In 2000, SELLER A and BUYER B went out on there own as independent lumber brokers. Each created their own corporation and together they created a partnership each owning 50%. The partnership owns the land and the building where these brokers conduct business. SELLER A’s corporation was setup using the Accrual Basis accounting method, whereas BUYER B’s corporation utilized the Cash Basis accounting method. SELLER A’s corporation has numerous brokers (independent contractors) working for it, to include BUYER B’s corporation. Over the years, BUYER B would only take advances on his receivables from SELLER A as needed. This created a $15 million (approximate) payable to BUYER B on SELLER’s books and receivable on BUYER’s books. This practice enabled SELLER A to purchase a greater amount of lumber for future sales, etc. As stated above, SELLER A is accrual-based accounting and BUYER B is cash-based accounting. Therefore, BUYER B has not paid taxes on his receivable from SELLER A. Today, BUYER B wants to purchase SELLER A’s corporation and remaining 50% ownership in partnership. The following questions are created: 1. Is it possible for BUYER B to own both corporations and continue operations as in the past? (i.e. cash based accounting corp selling lumber under the accrual based corp). Thereby keeping the receivable/payable on each corporation? 2. If the above fails the related party test, would the scenario change if BUYER B was to transfer ownership of his corporation to his son?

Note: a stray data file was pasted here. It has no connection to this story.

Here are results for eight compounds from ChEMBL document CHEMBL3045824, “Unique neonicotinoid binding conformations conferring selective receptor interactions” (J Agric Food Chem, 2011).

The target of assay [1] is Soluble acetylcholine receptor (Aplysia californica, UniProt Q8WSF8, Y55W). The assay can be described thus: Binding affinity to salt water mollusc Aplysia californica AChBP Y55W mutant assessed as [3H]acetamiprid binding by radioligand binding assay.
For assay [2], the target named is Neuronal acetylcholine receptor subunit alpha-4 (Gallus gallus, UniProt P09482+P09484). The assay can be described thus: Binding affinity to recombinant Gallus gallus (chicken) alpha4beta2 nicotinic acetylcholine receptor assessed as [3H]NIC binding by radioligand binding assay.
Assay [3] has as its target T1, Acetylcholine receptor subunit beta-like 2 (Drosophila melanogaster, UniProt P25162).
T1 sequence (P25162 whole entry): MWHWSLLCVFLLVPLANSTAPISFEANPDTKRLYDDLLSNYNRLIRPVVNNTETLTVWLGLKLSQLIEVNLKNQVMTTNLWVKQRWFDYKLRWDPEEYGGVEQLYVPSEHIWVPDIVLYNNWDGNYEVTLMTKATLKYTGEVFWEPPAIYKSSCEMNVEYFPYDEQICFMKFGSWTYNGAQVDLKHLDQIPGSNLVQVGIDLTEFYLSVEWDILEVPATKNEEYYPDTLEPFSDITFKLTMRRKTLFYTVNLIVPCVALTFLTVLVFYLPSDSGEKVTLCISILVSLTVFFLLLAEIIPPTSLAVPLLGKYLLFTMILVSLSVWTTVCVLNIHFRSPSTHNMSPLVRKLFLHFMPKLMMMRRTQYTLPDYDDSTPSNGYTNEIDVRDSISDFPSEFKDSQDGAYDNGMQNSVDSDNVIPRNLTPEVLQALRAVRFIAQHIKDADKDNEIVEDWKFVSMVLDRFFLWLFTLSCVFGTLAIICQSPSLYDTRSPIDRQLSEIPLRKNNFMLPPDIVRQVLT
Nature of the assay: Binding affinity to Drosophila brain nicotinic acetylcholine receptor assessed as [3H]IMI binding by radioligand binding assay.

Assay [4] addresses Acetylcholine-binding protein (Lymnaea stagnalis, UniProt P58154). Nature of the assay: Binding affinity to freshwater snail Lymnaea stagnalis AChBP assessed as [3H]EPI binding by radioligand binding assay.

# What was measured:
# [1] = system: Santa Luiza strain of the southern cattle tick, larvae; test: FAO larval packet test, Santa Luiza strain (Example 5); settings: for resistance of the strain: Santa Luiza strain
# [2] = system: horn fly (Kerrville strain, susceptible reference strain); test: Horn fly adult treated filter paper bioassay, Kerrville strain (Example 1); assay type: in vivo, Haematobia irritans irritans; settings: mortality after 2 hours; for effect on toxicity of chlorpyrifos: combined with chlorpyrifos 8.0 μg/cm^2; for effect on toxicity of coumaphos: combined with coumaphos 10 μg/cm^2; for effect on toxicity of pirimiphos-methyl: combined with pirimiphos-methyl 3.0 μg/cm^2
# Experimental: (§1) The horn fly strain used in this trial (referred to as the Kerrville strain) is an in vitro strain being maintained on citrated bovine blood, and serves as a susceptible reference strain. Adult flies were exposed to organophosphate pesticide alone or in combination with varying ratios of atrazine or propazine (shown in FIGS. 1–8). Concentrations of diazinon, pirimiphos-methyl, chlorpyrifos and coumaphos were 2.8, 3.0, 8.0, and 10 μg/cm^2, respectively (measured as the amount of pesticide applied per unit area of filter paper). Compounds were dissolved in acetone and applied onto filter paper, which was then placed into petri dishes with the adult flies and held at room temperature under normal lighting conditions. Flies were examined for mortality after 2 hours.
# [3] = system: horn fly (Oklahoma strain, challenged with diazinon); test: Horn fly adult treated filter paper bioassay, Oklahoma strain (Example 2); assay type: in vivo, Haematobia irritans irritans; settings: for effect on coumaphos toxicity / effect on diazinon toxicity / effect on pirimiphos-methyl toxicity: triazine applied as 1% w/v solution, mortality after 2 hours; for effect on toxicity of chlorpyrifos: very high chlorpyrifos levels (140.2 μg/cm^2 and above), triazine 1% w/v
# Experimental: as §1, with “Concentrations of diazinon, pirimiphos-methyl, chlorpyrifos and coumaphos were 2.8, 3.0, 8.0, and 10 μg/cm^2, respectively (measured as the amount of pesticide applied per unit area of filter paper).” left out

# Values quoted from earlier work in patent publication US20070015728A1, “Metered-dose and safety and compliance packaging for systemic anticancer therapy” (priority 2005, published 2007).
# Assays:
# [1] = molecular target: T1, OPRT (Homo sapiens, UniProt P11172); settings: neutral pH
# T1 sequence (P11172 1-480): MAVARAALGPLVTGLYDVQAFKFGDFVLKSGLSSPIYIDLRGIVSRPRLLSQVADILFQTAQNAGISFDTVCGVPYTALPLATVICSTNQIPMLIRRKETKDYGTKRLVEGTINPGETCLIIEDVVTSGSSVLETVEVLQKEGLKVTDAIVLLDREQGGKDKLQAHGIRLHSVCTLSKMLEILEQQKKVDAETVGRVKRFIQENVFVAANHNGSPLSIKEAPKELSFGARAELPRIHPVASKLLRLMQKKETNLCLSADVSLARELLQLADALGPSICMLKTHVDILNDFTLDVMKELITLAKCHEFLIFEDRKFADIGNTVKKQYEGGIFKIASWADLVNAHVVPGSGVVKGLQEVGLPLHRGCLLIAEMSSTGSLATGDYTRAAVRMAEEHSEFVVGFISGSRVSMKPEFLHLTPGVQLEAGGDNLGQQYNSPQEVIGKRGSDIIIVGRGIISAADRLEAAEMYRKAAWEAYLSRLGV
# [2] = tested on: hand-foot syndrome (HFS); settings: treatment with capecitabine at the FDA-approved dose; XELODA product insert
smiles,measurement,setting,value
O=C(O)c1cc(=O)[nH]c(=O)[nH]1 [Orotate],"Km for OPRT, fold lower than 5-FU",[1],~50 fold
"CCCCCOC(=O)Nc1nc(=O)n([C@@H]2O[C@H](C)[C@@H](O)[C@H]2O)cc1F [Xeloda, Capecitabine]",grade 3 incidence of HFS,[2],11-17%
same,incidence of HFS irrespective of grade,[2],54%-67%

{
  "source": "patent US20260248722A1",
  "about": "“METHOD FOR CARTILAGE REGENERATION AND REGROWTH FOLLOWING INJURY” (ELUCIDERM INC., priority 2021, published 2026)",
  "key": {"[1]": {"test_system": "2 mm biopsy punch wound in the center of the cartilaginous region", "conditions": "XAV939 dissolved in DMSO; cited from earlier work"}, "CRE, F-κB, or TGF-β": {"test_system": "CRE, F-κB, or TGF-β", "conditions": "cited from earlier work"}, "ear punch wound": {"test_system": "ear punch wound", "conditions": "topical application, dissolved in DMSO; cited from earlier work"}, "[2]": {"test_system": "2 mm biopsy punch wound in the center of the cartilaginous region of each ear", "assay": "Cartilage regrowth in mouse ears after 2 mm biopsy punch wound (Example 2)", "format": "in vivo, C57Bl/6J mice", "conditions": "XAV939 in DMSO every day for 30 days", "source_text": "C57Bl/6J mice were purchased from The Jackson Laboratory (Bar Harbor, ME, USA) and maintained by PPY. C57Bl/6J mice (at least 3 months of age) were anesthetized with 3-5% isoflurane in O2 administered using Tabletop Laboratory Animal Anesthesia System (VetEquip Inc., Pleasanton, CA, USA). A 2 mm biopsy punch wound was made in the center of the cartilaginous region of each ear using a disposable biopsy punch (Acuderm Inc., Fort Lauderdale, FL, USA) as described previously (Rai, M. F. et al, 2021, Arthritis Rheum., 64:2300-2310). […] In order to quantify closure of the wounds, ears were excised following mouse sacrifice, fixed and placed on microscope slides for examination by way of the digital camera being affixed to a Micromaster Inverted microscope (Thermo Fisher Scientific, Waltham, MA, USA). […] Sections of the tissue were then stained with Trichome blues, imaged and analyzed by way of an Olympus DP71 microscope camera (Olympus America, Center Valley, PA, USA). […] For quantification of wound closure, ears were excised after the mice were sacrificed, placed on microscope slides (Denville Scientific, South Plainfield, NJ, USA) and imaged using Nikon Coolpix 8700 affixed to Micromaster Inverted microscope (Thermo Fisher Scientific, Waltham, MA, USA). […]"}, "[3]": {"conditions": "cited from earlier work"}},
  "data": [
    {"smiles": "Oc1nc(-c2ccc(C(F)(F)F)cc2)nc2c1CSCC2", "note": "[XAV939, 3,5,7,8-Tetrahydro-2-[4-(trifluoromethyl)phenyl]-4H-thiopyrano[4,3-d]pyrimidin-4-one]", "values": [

Ownership of 2 corporations with different accounting methods
Accounting and tax issues are minor problems compared to the way these two individuals are carrying out their businesses. These two individuals are obviously enthusiastic traders who are so involved in "doing business" that they don't find the time, nor have the interest, in seriously looking at the solidity of their financial situation, the flexibility of their financial resources or the planning for a contingency plan if needed.
Unless they are able and willing to realize the situation into which they have maneuvered their businesses, they will find patch work solutions to fix occasional problems. Don't expect any major decisions from them. Those decisions will not be made by them, but will eventually will be imposed by events that will be beyond their control.